Although no entrant from San Francisco ever won the All-American Soap Box Derby in Akron, finalists from San Francisco races who placed well in the finals in Ohio were:
- 1939: Charles Cunningham
- 1948: William Brown
- 1956: Anthony Christlief
- 1959: Christopher Halletto
- 1968: Ronald Alber
- 1978: A. J. Simonds
Breaking the Gender Barrier
Originally, the soap box derby was open only to boys. Girls were not welcome to, but that didn’t mean they didn’t. In the 1933 race in Ohio, the second-place winner was Alice Johnson. “One report said the crowd gasped when she took off her hat to reveal her long hair.”2 (It isn’t clear whether Johnson was allowed to keep her title.) In 1934, two Dayton girls entered the race. This was the last time girls were allowed to race until 1971, when the regulations changed and girls were admitted.
In 1975, Karren Stead from Pennsylvania became the first girl to win the All-American Soap Box Derby in Akron. She later appeared on the popular television show To Tell the Truth. Boys continued to outnumber girls in the derby races, but by the early 2000s an equal number of girls were racing derby coasters.
This year, fourteen-year-old Veronica Harris (“Crash n’Vern Harris”) of Campbell, CA, placed second in the Super Stock Division of the All-American Soap Box Derby in Akron.
Soap Box Derby Races Change
The All-American Soap Box Derby began to lose its popularity after Chevrolet withdrew as a sponsor after the 1972 race. A cheating scandal in 1973 further reduced the race’s popularity. In 1947, the Boy Scouts began holding a Soap Box Derby in San Francisco. In 1950, the American Legion Coaster Derby was held near Lake Merced.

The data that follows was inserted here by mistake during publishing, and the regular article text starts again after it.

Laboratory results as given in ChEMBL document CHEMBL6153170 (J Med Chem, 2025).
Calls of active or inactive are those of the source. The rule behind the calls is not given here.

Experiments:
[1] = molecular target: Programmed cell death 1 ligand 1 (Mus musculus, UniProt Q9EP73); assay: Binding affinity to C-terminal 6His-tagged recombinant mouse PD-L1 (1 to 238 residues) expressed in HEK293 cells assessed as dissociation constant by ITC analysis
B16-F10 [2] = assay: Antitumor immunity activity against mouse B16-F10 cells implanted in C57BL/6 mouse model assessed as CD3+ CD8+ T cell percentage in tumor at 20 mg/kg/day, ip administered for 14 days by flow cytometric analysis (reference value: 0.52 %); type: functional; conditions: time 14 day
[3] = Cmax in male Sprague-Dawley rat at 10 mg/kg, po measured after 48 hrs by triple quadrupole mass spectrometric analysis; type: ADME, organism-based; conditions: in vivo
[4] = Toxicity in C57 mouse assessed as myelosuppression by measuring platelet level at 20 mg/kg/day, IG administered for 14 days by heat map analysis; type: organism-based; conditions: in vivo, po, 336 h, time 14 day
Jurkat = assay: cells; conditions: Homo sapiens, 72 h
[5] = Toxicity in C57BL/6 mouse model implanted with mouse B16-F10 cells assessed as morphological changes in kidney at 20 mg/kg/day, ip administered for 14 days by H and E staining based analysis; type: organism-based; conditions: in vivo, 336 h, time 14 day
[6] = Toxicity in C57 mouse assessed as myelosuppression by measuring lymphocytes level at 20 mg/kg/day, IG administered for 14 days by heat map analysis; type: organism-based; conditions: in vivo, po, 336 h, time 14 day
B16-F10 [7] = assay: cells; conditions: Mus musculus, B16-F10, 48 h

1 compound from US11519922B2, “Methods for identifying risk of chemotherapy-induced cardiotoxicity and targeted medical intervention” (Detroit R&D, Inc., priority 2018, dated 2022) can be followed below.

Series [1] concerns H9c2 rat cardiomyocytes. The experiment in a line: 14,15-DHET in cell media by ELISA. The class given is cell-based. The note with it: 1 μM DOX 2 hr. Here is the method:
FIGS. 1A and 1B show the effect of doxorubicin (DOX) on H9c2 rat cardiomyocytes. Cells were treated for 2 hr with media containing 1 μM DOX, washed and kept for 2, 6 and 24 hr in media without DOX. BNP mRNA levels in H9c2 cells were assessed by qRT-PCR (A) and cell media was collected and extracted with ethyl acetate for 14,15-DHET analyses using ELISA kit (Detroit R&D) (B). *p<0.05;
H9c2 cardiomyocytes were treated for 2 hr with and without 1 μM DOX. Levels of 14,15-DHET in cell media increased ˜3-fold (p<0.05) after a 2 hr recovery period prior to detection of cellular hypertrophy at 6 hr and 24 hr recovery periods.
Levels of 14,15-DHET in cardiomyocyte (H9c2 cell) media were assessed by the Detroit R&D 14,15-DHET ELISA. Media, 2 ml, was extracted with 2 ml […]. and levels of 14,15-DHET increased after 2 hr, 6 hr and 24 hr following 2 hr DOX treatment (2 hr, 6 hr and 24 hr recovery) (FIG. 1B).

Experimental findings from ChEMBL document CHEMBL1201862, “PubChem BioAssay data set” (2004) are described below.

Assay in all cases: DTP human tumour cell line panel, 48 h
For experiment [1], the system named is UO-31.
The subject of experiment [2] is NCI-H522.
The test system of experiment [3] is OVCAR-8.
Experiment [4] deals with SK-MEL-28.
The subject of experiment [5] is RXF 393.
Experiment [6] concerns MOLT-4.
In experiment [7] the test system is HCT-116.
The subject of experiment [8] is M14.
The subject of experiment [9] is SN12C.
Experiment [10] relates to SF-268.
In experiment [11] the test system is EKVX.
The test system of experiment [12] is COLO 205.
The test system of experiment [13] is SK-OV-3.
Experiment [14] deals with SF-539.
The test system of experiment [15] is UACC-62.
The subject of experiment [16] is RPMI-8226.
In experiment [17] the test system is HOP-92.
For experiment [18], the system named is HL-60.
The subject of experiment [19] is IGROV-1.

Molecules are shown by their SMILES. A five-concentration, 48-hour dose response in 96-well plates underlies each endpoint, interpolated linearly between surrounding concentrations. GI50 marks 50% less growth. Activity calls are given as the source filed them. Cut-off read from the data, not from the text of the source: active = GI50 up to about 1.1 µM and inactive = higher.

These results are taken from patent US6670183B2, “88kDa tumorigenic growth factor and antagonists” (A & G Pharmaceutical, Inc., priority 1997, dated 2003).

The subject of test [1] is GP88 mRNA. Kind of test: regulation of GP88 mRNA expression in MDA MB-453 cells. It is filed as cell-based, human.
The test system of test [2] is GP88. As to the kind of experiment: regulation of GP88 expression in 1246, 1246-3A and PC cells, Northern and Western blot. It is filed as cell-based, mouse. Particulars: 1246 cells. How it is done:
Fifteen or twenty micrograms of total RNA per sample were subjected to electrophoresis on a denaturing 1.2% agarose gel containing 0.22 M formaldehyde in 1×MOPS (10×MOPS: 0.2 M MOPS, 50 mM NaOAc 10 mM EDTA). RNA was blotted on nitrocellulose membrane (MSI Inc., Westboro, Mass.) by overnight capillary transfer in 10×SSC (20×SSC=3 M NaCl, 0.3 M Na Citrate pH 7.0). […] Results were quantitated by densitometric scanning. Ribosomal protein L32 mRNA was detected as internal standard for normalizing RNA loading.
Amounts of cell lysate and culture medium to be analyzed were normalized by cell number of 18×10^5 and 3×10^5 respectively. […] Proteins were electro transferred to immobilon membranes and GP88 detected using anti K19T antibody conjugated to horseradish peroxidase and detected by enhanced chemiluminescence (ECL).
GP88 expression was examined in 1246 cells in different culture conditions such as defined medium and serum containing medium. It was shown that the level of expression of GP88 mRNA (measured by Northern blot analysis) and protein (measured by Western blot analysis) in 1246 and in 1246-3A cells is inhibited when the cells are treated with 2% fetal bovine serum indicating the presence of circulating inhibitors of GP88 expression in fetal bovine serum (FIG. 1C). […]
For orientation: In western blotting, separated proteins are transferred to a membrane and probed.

Like many childhood pastimes, the Soap Box Derby in San Francisco “morphed” into competitions for adults. There is the Artists’ Soap Box Derby (started in 1975), the Illegal Soap Box Derby (which ran/runs on Bernal Heights), and the Red Bull Soapbox Race (“The only race where fast is good, outrageous is even better!”).
San Francisco stopped hosting the All-American Soap Box Derby semifinals in the 1960s, when they moved to Dublin, CA. In the 1970s the semifinals moved to San Mateo. The races are still run in other places in California, including Vallejo and Tuolumne (the 2011 site).
Would you like to share memories or photographs of San Francisco’s soap box derby races? Contact Lorri at firstname.lastname@example.org
San Francisco Chronicle and San Francisco News, various dates.
Payne, Melanie. Champions, Cheaters, and Childhood Dreams: Memories of the Soap Box Derby. Akron, OH: The University of Akron Press, 2003.
1. Leon J. Pinkson, “Soap Box Derby: 200 Boys Set for Big Race On Treasure Isle Ramp Today,” San Francisco Chronicle, July 30, 1939.
2. Melanie Payne, Champions, Cheaters, and Childhood Dreams: Memories of the Soap Box Derby, pp. 9–10.